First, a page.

For 2006, the top 3 countries in terms of "ease of doing business" are New Zealand, Singapore and the United States. The only two European countries who made it to the Top 10 are Denmark (8) and the UK (9). The Netherlands is showing up at an embarrassing 24th place. Any politicians around looking for ammunition to make some business friendly, sweeping changes?
Reading just this blog, you almost would think we’re on a castle tour. After visiting Chateau Coulon Laurensac near Bordeaux in July, we visited today Kasteel Sterkenburg in Driebergen, the Netherlands. It has recently become the property of friends who are now making efforts to return some of its original glory. Which does not come easy…. We spent a sunny day at the castle as part of our quarterly get-together with longtime friends Jelle & Claudine -hosting us at their premises- and Hans & Angela from Delft. The kids of our three families were around as well and enjoyed discovering the castle and surroundings. When asked to help clean a chimney, the boys found an egg from a crow’s nest. A wonderful day at a piece of cultural heritage that deserves to be taken care of.
What does the picture below tell you? It’s a 9 year old boy waiting with his father just outside a fashion shop until his mother and two teenage sisters have finished shopping. Sometimes, that’s what visiting a city during holidays seems to come down to. The shops are apparently irresistible compared to culture and street life attractions. This picture was taken (with my Treo of course) in Santander, capital of Cantabria in north-western Spain. Like Oviedo, capital of Asturias, these are nice cities to wander around – and do some shopping… (Koen and I ended op crossing the street waiting on a bench for about 30 minutes until this single shop was conquered by the ladies, meanwhile sending SMSs to daughter Merel about how long it was going to take!).
Well, actually we were going North on August 6 again, after two very enjoyable weeks. We were explicitly warned for the 400,000 people coming to watch the annual Arriondas-Ribadesella kayak race, as they normally create chaos with tents all over the place, excessive alcohol etc. So we avoided the shortest route and drove further south before entering the highway. If not I was running out of gas and the single nearest gas station was in the centre of Ribadesella! It was tight with the gas left, but we made it and got a preview of the race…not every family member in the car enjoyed the adventure…After visiting Riba, we moved further north for Bilbao. I did not want to miss the opportunity to admire the great architecture of the Guggenhein museum. It’s designed by architect Frank Gehry and entirely made out of titanium. Seeing it in reality is even more impressive than the pictures of course. I took some pictures with my Treo 650 and bought a book about the museum.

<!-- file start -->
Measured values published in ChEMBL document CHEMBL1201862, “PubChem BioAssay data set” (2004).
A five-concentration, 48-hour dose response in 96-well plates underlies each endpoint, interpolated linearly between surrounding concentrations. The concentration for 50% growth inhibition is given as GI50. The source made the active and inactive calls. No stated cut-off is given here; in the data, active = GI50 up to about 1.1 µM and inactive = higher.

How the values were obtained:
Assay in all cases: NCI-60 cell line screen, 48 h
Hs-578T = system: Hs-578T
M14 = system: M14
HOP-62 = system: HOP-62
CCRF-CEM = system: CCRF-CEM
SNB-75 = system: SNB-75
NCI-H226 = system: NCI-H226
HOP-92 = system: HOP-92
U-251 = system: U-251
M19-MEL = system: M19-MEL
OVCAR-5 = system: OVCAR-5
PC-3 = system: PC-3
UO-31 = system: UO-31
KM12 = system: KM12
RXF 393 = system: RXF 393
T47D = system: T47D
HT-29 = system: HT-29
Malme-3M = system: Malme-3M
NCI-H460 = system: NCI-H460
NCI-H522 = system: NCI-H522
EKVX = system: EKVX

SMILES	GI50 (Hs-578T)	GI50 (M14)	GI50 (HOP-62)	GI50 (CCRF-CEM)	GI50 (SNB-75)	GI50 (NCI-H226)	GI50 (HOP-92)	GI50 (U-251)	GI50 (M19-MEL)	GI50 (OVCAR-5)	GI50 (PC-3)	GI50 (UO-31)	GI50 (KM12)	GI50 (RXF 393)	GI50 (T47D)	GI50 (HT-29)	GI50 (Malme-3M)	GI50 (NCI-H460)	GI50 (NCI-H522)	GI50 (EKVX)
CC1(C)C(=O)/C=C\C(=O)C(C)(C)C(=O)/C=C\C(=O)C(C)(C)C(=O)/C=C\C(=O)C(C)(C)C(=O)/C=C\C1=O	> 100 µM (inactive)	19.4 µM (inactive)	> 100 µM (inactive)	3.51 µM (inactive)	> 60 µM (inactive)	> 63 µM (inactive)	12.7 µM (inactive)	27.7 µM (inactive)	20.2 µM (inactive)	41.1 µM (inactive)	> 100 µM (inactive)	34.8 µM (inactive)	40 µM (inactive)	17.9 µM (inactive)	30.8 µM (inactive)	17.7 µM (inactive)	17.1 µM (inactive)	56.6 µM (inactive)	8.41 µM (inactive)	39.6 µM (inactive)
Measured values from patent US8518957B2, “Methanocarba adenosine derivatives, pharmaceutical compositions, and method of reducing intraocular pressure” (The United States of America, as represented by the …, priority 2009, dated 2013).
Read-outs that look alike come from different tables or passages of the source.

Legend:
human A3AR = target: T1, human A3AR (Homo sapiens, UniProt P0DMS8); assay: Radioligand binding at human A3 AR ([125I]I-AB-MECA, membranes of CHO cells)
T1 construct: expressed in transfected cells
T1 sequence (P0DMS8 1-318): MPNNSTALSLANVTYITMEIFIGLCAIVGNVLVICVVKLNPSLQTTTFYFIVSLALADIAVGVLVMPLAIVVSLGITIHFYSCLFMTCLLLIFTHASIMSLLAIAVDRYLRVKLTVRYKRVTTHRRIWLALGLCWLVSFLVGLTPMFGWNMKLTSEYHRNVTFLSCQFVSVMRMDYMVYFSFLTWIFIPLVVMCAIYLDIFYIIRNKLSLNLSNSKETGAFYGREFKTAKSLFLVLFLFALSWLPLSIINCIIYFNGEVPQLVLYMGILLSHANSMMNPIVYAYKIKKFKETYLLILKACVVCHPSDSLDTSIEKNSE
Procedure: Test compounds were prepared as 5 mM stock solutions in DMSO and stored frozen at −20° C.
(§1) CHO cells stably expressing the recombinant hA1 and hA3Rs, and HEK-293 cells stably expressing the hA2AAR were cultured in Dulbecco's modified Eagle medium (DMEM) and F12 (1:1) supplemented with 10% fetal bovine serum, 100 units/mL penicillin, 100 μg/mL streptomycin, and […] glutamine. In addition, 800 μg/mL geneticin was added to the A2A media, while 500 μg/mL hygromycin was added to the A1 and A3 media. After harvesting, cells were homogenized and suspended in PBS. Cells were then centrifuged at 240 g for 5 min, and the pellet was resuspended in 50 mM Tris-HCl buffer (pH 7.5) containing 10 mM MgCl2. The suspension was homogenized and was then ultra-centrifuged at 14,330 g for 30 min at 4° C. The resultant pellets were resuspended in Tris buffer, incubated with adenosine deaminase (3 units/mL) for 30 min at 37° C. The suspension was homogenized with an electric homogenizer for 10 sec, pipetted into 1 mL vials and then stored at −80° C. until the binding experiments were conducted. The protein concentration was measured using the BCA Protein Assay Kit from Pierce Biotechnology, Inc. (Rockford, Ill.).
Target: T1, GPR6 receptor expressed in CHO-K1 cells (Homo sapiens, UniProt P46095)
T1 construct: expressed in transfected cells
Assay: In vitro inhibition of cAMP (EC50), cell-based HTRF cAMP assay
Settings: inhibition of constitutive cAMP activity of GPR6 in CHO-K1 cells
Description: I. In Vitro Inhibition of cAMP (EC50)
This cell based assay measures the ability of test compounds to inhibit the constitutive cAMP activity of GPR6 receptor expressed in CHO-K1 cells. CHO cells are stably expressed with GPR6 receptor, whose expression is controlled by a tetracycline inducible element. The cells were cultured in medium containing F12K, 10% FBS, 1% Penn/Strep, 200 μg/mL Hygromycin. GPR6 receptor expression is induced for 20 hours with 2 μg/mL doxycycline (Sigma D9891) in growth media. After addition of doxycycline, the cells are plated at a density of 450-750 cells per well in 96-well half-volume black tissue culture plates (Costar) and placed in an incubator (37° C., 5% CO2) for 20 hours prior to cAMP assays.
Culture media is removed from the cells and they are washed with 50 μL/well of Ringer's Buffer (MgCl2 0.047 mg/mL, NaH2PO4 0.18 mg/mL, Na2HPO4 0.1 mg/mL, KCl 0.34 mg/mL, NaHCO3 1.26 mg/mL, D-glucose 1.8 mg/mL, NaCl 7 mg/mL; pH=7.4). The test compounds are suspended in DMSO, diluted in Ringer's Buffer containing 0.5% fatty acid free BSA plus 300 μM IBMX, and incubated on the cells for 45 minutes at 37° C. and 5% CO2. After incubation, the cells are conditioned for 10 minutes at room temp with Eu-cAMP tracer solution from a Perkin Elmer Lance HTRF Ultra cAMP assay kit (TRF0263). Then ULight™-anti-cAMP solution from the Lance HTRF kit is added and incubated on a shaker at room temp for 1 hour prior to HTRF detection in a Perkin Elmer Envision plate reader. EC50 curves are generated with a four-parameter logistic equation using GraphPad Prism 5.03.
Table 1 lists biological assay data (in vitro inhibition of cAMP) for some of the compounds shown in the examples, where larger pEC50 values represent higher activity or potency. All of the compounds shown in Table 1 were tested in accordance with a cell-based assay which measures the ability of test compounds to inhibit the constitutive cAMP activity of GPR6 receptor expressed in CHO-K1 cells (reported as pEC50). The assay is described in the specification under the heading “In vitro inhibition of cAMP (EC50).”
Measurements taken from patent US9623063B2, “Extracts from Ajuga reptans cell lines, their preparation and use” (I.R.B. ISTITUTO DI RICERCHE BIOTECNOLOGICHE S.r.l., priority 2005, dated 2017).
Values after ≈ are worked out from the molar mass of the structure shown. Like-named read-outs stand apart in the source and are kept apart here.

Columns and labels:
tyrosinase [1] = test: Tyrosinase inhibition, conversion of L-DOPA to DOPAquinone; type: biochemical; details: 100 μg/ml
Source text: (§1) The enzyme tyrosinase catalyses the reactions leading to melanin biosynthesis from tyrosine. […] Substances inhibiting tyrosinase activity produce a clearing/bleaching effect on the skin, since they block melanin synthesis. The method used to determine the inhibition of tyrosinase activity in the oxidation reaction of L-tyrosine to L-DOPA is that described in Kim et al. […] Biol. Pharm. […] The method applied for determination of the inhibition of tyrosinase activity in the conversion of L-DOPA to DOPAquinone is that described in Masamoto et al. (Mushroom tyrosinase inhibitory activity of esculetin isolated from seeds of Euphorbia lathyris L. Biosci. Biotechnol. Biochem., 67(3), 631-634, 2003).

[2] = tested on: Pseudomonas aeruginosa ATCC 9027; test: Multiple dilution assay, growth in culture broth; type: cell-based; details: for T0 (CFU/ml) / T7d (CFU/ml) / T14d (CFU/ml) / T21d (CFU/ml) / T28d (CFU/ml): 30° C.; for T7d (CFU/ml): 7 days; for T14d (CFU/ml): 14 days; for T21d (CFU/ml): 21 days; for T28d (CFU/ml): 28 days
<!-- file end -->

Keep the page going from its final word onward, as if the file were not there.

The next day after our one-night-stop we went 500 kms. more South, on to Asturias, one of the north-western so-called autonomies of Spain. TomTom was getting us there by car perfectly, if not there were two Miyares villages in the TomTom directory and I picked the wrong one… It caused a delay of about 1.5 hour, but we actually passed a Pico with great view from the top. Asturias is about a quarter in size of the Netherlands and has just 1 million people. And, what a beautiful place it is! Gorgeous beaches in small bays, impressive panorama’s, quality of life as we can’t remember anymore more in northern Europe, no tourists and a cost of living half what we are used to in the Netherlands! We lived for two weeks among the Spanish, with the Spanish actually, enjoying hospitality of my brother in law German Gullon, his wife Heilette and three sons – adjusting to the Spanish rhythm. In-house staff becomes affordable at € 5 per hour and so Begogna each day took care of a typical local meal, thereby providing also our wives a great holiday. We wouldn’t mind coming back!